Gustav Stickley, Greene & Greene and Frank Lloyd Wright are iconic names associated with the Arts and Crafts movement, furniture design and architecture that took place at the beginning of the 20th century. But furniture designer and maker Charles Rohlfs was highly influential at the turn of the century, even if the notoriety he received for his work was short-lived and he discontinued his innovative career after only 10 years.
Now, a little more than a century after Rohlfs abruptly stopped making furniture, the Milwaukee Art Museum is presenting the largest exhibition ever assembled of his work. “The Artistic Furniture of Charles Rohlfs” opens June 6, and is curated by Joseph Cunningham of the American Decorative Art 1900 Foundation, who also authored a book by the same title.
“One of the most important things about Rohlfs is that he was really extraordinarily early in terms of the Arts and Crafts movement evolving in America,” Cunningham says. “His official transfer to furniture making was 1897 and certainly 1897 is before Stickley’s making Arts and Crafts furniture, and before Frank Lloyd Wright is making spindle furniture. He does actually meaningfully precede the explosion of Arts and Crafts oak furniture in America.”
About 40 pieces built by Rohlfs between 1897 and 1907 will be on display, including an assortment of chairs, desks, tables and a plant stand. The complex man was a former actor and industrial designer before spending a decade designing and building furniture. He subsequently moved on to the political arena and was involved in the labor movement.
“He was a studio maker; he worked almost entirely on his own,” Cunningham says. “A couple of years he had a few employees, but quite few, and so he just didn’t make enough to sort of ‘start a movement.’ There wasn’t enough quantity to have it proliferate out into the world enough that he could be credited for any kind of movement like the Mission style.”
Rohlfs is credited for being the earliest design inspiration for Gustav Stickley. His furniture was recognized in the Arts and Crafts style in this country, while more as Art Nouveau from a European perspective.
“Obviously his use of oak and his tendency to show the grain of wood and his tendency toward simplified design certainly is connected to the Arts and Crafts,” Cunningham says. “But on the other hand, his carving is very ornate. There’s a lot of swirling, whiplash that one associates with Art Nouveau in his work as well, so he preferred to avoid all these labels altogether. He wanted his work called the Rohlfs style or artistic furniture. He really wanted to be known as his own designer and he really didn’t want to be part of a movement.”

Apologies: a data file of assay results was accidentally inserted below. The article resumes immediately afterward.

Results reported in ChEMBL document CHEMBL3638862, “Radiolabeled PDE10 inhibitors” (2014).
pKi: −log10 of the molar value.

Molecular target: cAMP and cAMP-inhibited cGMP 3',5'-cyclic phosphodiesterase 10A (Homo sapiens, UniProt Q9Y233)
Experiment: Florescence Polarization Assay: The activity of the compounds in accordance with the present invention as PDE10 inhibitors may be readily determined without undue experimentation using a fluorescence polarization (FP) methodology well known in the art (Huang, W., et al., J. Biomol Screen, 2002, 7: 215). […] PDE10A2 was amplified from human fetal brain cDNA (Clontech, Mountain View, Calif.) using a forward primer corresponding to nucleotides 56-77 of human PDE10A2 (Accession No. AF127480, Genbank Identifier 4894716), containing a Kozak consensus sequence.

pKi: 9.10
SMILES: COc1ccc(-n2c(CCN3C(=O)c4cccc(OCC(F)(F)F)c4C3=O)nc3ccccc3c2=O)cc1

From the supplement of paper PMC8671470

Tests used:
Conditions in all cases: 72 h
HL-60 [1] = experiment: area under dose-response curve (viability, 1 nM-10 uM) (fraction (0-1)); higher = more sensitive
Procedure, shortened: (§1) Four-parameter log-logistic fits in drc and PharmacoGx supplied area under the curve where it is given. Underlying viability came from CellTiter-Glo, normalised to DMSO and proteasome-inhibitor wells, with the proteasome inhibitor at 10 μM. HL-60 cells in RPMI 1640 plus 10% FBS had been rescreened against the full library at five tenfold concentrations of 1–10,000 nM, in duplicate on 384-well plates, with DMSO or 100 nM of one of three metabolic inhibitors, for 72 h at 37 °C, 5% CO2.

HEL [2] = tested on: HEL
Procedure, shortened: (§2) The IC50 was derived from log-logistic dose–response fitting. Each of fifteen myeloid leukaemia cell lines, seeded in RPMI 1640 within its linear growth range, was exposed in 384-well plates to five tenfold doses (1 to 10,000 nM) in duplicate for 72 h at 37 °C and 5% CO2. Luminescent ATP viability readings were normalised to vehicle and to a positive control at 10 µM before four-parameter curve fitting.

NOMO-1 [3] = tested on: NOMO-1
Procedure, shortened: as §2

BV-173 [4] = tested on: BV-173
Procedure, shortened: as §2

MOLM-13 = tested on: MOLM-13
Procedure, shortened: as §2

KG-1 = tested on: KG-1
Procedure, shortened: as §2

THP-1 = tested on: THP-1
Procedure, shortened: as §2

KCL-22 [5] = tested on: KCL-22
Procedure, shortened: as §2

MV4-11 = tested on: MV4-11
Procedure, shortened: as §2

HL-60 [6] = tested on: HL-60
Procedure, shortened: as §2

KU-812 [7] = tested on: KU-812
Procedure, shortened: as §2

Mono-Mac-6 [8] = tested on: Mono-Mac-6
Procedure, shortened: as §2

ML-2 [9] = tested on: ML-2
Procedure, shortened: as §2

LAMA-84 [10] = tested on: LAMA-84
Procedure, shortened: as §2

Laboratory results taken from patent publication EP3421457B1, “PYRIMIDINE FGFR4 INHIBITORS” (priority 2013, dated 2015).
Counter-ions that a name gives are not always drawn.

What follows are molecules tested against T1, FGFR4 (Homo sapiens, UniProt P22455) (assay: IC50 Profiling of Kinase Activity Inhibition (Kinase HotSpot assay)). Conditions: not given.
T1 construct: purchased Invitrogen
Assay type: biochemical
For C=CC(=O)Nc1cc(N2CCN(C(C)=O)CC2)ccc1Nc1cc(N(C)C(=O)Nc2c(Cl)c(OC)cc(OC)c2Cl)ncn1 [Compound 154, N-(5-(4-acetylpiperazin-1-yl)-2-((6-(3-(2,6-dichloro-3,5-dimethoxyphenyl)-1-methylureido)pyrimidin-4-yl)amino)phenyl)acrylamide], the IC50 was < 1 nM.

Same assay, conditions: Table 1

Ironically, the relatively unknown Rohlfs is well-represented in major museum collections, much more so than Stickley, yet everyone has heard of Stickley and very few have paid attention to Rohlfs. So what is the appeal of furniture created by Rohlfs?
“I think the eclecticism,” says Cunningham. “I think it is this radical willingness that he had to try a different thing almost every time he sat down to make a piece of furniture ... Every time I get to see a piece of Rohlfs’s furniture, it’s somehow unlike every other piece I’ve ever seen. So I think it’s particularly exciting in its inventive, expressive nature.”
And the question, which one can only wonder about, is what impact Rohlfs would have had on 20th century furniture if he continued his career.
“I think some people, you know, their candle burns very bright for a very short time,” reflects Cunningham. “I’m not sure how many more ideas he would have had, but it is sort of a question we would never know the answer to. There’s a very interesting question about whether or not the compactness of his career, the fact that he basically only made furniture for about a decade, actually made him more experimental or whether or not he would have had another 10 or 20 years of interesting ideas.”
The traveling exhibition will close Aug. 23 in Milwaukee and move to venues in Dallas, Pittsburgh, San Marino, Calif., and New York.
The 18th annual Woodworkers Showcase 2009 and Totally Turning 2009 will be held March 28-29 at the Saratoga Springs City Center in Saratoga Springs, N.Y. This annual event, sponsored by the Northeastern Woodworkers Association, is an opportunity for artisans to display their work in handmade furniture, wood turning, carving, scroll sawing and other areas.
This year’s professional guests are Adam Cerubini, a period furniture maker from Cinnaminson, N.J.; W. Patrick Edwards, furniture restorer, inlay artist, and founder of the American School of French Marquetry in San Diego; Jim Tolpin, woodworker, author and teacher at Port Townsend School of Woodworking in Port Townsend, Wash.; and Molly Winton, a woodturner from Edmonds, Wash.
The Society of Arts and Crafts in Boston, in conjunction with Craft in America at the Fuller Craft Museum, is presenting “Craft in America: Focus on Wood” through April 19. The exhibition explores the formal and conceptual possibilities of wood by 13 contemporary American artists in the areas of studio furniture, sculpture, turned vessels and jewelry. Exhibiting artists are Michael DeForest, Ashley Jameson Eriksmoen, Charles Faucher, Mark Gardner, Duncan Gowdy, Miki Iwasaki, Christine Lee, Emi Ozawa, Matthias Pliessnig, Jason Schneider, Joël Urruty and Leah Woods.
Milwaukee Art Museum, 700 N. Art Museum Dr., Milwaukee, WI 53202. Tel: 414-224-3200. www.mam.org
Northeastern Woodworkers Association, P.O. Box 246, Rexford, NY 12148, Tel: 518-370-0388. www.nwawoodworkingshow.org or www.woodworker.org
Society of Arts & Crafts, 175 Newbury St., Boston, MA 02116. Tel: 617-266-1810. www.societyofcrafts.org
This article originally appeared in the March 2009 issue.